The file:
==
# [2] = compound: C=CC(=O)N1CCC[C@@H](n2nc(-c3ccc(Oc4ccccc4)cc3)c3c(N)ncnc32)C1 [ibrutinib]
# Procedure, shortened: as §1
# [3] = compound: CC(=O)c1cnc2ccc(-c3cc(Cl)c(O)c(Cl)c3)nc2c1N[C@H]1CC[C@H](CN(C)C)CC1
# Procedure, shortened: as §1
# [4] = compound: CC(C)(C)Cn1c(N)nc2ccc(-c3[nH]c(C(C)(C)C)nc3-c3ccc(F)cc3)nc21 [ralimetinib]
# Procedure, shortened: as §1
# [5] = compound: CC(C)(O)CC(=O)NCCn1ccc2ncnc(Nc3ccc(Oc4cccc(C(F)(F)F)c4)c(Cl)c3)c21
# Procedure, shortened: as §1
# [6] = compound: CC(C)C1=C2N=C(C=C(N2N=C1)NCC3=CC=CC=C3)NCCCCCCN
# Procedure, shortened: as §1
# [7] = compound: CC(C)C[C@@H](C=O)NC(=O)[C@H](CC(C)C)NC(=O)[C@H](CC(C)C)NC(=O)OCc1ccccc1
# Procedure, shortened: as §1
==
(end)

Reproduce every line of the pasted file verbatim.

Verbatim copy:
# [2] = compound: C=CC(=O)N1CCC[C@@H](n2nc(-c3ccc(Oc4ccccc4)cc3)c3c(N)ncnc32)C1 [ibrutinib]
# Procedure, shortened: as §1
# [3] = compound: CC(=O)c1cnc2ccc(-c3cc(Cl)c(O)c(Cl)c3)nc2c1N[C@H]1CC[C@H](CN(C)C)CC1
# Procedure, shortened: as §1
# [4] = compound: CC(C)(C)Cn1c(N)nc2ccc(-c3[nH]c(C(C)(C)C)nc3-c3ccc(F)cc3)nc21 [ralimetinib]
# Procedure, shortened: as §1
# [5] = compound: CC(C)(O)CC(=O)NCCn1ccc2ncnc(Nc3ccc(Oc4cccc(C(F)(F)F)c4)c(Cl)c3)c21
# Procedure, shortened: as §1
# [6] = compound: CC(C)C1=C2N=C(C=C(N2N=C1)NCC3=CC=CC=C3)NCCCCCCN
# Procedure, shortened: as §1
# [7] = compound: CC(C)C[C@@H](C=O)NC(=O)[C@H](CC(C)C)NC(=O)[C@H](CC(C)C)NC(=O)OCc1ccccc1
# Procedure, shortened: as §1